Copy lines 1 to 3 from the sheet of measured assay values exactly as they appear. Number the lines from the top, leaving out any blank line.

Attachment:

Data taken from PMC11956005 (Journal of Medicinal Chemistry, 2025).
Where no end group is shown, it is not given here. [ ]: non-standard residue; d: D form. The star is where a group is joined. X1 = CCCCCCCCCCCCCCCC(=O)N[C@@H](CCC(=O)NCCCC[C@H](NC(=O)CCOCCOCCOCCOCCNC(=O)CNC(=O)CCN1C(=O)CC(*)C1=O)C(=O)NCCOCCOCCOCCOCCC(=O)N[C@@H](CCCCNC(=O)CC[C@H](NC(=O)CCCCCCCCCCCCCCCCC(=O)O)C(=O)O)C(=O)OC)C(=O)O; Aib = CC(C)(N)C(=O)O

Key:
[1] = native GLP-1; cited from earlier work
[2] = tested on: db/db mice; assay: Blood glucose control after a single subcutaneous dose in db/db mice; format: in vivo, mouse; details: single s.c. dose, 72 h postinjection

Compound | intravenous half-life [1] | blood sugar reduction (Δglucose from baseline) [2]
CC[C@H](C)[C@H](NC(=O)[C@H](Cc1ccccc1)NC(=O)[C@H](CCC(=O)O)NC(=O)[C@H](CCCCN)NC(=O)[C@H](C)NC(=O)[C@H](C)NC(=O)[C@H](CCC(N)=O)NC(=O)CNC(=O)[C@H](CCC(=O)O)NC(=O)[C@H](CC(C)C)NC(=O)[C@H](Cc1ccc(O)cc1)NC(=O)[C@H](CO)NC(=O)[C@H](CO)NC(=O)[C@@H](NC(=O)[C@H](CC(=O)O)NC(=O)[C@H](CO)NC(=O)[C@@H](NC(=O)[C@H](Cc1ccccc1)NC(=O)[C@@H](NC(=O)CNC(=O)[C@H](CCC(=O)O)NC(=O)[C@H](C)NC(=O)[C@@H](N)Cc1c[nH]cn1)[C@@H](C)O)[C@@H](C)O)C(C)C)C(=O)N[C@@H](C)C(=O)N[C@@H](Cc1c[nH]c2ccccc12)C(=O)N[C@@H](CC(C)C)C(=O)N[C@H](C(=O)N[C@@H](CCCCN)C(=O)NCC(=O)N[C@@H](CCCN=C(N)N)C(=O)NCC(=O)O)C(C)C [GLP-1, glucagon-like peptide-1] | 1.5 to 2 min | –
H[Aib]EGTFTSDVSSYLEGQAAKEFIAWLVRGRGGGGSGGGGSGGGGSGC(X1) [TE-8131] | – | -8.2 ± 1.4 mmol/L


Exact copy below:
Data taken from PMC11956005 (Journal of Medicinal Chemistry, 2025).
Where no end group is shown, it is not given here. [ ]: non-standard residue; d: D form. The star is where a group is joined. X1 = CCCCCCCCCCCCCCCC(=O)N[C@@H](CCC(=O)NCCCC[C@H](NC(=O)CCOCCOCCOCCOCCNC(=O)CNC(=O)CCN1C(=O)CC(*)C1=O)C(=O)NCCOCCOCCOCCOCCC(=O)N[C@@H](CCCCNC(=O)CC[C@H](NC(=O)CCCCCCCCCCCCCCCCC(=O)O)C(=O)O)C(=O)OC)C(=O)O; Aib = CC(C)(N)C(=O)O

Key: